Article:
Ellen Lewis Herndon Arthur, c. 1857–1870
|Born||Ellen Lewis Herndon
August 30, 1837
Culpeper Court House, Virginia
|Died||January 12, 1880(aged 42)|
|Resting place||Albany Rural Cemetery
Menands, New York, U.S.
|Spouse(s)||Chester A. Arthur (m. 1859)|
|Children||3, including Chester II|
Ellen Lewis "Nell" Herndon Arthur (August 30, 1837 – January 12, 1880) was the wife of the 21st President of the United States, Chester A. Arthur. She died of pneumonia before her husband was elected vice-president in November 1880; he succeeded to the presidency in September 1881 when President James Garfield was assassinated.
Ellen Lewis Herndon, called "Nell," was born in Culpeper Court House, Virginia, the daughter of William Lewis Herndon and Frances Elizabeth Hansborough (10 October 1817 – 5 April 1878). Her father was a naval officer who gained national renown in 1857 when he went down with his ship, the mail steamer SS Central America, along with more than 400 passengers and crew. It was the largest loss of life in a commercial shipping disaster, up until that time. Herndon had safely evacuated 152 women and children to another vessel during the severe hurricane off Cape Hatteras, but his ship could not be saved. Nell was 20 when her father died. One of her father's cousins was Matthew Fontaine Maury, another notable naval officer and explorer.
Marriage and family
Nell and Chester A. Arthur were introduced in 1856 by her cousin Dabney Herndon Maury, a friend of Arthur, in New York City. Arthur proposed to her on the porch of the U.S. Hotel in Saratoga Springs, New York after a brief courtship.
Arthur, aged 30, married Herndon, aged 22, on October 25, 1859, at Calvary Episcopal Church in New York City. The day was her father's birthdate. Arthur, who was from rural Vermont, is said to have learned refined dressing while at Union College, where he was in the debating society, and the ways of high society from her socially prominent family. The couple were known for their parties in their Lexington Avenue townhouse in Manhattan.
A talented soprano, Nell Arthur sang with the Mendelssohn Glee Club and performed at benefits around New York. The Arthurs appeared to have a strong marriage, but it was strained by both Chester's political activities, which took much of his time, and the divided loyalties of the Civil War. While Arthur was serving in the New York militia during the conflict, his wife privately sympathized with the Confederacy, for which many of her Virginia kinfolk were fighting.
The Arthurs had two sons, one of whom died young, and a daughter:
- William Lewis Arthur (1860–1863), died of convulsions at age two and a half, devastating his parents
- Chester Alan Arthur II (1864–1937) – He graduated from Princeton University in 1885 and went on to Columbia Law School. He became a gentleman of leisure. President Arthur on his deathbed warned his son not to go into politics. Alan Arthur traveled extensively, maintained a fine stable of horses, and relied on polo for exercise. A celebrated playboy, at age 36 he married Myra Townsend Fithian, a California heiress. The couple separated after 16 years of marriage and divorced in 1927. Eventually he settled in Colorado Springs. In 1934 he married Rowena Graves, a real estate and insurance businesswoman.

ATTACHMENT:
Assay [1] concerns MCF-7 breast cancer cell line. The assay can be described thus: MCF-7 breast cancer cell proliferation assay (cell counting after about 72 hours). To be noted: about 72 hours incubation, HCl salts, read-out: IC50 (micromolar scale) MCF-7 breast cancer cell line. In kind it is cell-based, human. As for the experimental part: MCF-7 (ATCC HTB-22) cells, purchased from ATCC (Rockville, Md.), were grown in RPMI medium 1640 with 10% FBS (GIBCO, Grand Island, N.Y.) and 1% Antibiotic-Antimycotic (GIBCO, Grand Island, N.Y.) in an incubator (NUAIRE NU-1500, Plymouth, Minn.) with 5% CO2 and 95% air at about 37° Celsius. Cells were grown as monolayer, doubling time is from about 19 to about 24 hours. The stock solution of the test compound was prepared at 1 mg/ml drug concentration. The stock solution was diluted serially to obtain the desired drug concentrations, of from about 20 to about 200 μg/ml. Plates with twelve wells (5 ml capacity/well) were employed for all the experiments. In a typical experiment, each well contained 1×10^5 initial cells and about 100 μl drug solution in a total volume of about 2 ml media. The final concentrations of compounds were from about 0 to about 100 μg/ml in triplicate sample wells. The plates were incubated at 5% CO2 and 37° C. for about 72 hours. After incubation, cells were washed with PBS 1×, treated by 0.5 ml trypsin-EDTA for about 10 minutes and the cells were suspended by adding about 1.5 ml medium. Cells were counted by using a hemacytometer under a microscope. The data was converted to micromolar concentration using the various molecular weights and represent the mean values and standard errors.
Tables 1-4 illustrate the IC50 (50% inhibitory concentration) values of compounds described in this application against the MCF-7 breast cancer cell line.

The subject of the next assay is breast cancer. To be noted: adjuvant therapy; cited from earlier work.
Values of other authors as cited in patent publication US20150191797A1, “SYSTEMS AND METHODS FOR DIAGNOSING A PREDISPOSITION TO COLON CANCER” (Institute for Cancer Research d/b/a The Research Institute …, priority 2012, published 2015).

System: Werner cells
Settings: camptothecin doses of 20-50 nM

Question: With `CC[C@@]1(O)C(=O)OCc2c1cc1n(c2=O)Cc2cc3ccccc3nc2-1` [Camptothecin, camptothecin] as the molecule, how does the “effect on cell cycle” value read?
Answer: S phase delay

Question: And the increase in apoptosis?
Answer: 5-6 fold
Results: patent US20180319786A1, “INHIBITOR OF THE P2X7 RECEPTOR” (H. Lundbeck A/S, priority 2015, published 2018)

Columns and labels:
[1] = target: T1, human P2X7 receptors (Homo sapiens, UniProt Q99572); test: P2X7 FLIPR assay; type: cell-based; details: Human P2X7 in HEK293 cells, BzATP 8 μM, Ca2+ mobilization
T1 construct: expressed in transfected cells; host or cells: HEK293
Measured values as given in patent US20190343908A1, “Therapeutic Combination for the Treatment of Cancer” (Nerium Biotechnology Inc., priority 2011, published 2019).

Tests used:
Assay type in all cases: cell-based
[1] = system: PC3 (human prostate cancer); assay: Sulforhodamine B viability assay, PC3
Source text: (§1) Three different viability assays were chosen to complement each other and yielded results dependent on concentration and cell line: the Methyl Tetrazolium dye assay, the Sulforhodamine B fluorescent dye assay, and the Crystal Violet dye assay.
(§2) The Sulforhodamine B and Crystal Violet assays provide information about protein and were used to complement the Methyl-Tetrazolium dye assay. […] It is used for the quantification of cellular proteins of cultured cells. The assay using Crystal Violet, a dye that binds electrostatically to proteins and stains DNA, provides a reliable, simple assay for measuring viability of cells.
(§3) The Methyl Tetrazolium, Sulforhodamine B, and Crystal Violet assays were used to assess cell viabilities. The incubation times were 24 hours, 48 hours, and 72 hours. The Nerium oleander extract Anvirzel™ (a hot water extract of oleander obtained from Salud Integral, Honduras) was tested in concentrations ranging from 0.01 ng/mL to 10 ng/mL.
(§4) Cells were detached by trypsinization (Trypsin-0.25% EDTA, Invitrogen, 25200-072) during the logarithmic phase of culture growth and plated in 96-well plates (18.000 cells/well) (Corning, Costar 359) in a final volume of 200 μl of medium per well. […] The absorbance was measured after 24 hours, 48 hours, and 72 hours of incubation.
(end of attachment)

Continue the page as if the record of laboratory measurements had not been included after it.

- Ellen Hansbrough Herndon Arthur (1871–1915) – Still a child while her father was president, she was shielded from the press. She married Charles Pinkerton and lived in New York City.
Nell's social network widened Chester's political contacts. Nell and Chester became a power couple who were noted for their ambition to gain the recognition and prestige that would accompany Chester's rise in politics. Nell brought to her marriage significant social connections with the élite families of New York; among her friends in her address book were the Vanderbilts, Astors, and Roosevelts. Her mother's wealth allowed them luxuries such as the three-story Lexington Avenue brownstone townhouse with expensive furnishings from Tiffany’s, which Arthur could not have afforded by himself. Freed from the need to earn enough income to keep up with the wealthiest circles, Arthur was able to devote himself to the New York Republican party, eventually rising to the position of Adjutant General of New York, with the U.S. Army rank of brigadier general. Her singing as a soloist at the Mendelssohn Glee Club earned her renown of her own.
In January 1880, Nell Arthur came down with a cold. She quickly developed pneumonia and died two days later on January 12, 1880 at age 42. She was buried in the Arthur family plot in Albany, New York.
The president's sister Mary Arthur McElroy served as hostess and unofficial First Lady for Arthur's social activities as president. She also cared for the Arthur children, who were then 16 and 9 years of age.
Arthur deeply mourned the death of his wife. After taking office as president, Arthur, who could see St. John's Episcopal Church from his office, commissioned a stained glass window dedicated to his wife at the church. He had it installed where he could view it at night, as the lights were kept on within the church. Additionally, he ordered fresh flowers placed daily before her portrait in the White House.
- "Ellen Lewis Herndon Arthur", whitehouse.gov.
- "Chester A. Arthur", whitehouse.gov.
- Frances Elizabeth Hansbrough
- "First Lady Biography: Ellen Arthur".
- Paul Grondahl, "President with 80 pairs of pants", The Times Union, September 2006, reprinted at Union College site, accessed 6 January 2012
- "Ellen Arthur". history.com. A&E Television Networks, LLC. Retrieved 12 April 2016.
- "First Lady Biography: Ellen Arthur". National First Ladies' Library. Retrieved January 6, 2017.
- James, Edward T.; James, Janet Wilson; Boyer, Paul S.; College, Radcliffe (1971-01-01). Notable American Women, 1607-1950: A Biographical Dictionary. Harvard University Press. p. 59. ISBN 9780674627345.